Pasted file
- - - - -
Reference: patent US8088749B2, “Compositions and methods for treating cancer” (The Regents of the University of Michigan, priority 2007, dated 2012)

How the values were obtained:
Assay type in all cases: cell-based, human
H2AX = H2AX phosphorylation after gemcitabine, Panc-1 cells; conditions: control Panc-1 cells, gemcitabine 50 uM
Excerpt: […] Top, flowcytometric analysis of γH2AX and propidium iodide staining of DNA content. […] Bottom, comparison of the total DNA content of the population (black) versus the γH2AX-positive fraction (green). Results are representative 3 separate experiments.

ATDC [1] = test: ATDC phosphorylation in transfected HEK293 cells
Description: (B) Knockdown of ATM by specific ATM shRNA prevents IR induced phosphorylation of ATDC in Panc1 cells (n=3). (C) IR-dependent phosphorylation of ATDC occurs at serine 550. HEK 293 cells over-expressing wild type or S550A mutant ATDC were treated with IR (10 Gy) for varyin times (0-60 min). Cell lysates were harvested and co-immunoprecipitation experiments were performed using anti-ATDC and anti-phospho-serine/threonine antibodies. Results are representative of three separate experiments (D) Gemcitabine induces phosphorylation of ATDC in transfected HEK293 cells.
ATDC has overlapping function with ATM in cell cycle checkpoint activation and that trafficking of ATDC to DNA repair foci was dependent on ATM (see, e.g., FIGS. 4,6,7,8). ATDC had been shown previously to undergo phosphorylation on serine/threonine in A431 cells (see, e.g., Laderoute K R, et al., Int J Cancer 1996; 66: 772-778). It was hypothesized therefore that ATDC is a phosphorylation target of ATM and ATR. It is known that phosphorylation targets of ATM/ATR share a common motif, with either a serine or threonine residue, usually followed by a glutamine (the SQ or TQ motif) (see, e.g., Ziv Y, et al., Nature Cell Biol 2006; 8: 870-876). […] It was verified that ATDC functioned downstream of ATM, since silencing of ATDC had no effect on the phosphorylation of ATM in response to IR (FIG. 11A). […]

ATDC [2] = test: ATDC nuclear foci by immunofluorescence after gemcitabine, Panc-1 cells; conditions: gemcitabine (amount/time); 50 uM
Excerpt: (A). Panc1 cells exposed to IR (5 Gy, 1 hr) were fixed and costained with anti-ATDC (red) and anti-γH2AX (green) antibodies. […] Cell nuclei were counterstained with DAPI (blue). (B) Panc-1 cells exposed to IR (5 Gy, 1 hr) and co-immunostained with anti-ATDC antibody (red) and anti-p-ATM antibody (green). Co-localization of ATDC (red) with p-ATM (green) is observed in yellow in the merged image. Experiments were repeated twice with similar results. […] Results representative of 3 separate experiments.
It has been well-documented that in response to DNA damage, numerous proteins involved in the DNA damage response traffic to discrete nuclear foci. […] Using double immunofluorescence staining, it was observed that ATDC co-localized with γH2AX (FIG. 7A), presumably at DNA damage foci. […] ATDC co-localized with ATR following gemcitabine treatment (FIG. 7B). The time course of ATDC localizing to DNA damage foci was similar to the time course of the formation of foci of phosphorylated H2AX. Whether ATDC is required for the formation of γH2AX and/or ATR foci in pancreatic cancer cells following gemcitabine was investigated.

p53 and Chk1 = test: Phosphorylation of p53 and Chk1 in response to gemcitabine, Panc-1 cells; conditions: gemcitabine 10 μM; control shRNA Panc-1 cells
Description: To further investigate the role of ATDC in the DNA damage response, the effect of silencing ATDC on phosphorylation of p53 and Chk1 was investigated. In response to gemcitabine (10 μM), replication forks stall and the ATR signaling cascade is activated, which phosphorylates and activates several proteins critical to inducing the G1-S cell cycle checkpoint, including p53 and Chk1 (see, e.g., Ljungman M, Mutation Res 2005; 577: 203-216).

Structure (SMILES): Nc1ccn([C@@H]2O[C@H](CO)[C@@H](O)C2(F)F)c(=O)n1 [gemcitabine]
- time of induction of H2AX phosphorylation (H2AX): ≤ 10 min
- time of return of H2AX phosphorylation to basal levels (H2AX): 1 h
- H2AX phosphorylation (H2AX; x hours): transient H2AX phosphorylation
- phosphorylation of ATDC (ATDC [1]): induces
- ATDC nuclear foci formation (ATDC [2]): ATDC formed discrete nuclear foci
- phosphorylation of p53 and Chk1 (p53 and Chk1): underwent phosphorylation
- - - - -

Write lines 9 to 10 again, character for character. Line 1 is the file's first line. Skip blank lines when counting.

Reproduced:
ATDC [2] = test: ATDC nuclear foci by immunofluorescence after gemcitabine, Panc-1 cells; conditions: gemcitabine (amount/time); 50 uM
Excerpt: (A). Panc1 cells exposed to IR (5 Gy, 1 hr) were fixed and costained with anti-ATDC (red) and anti-γH2AX (green) antibodies. […] Cell nuclei were counterstained with DAPI (blue). (B) Panc-1 cells exposed to IR (5 Gy, 1 hr) and co-immunostained with anti-ATDC antibody (red) and anti-p-ATM antibody (green). Co-localization of ATDC (red) with p-ATM (green) is observed in yellow in the merged image. Experiments were repeated twice with similar results. […] Results representative of 3 separate experiments.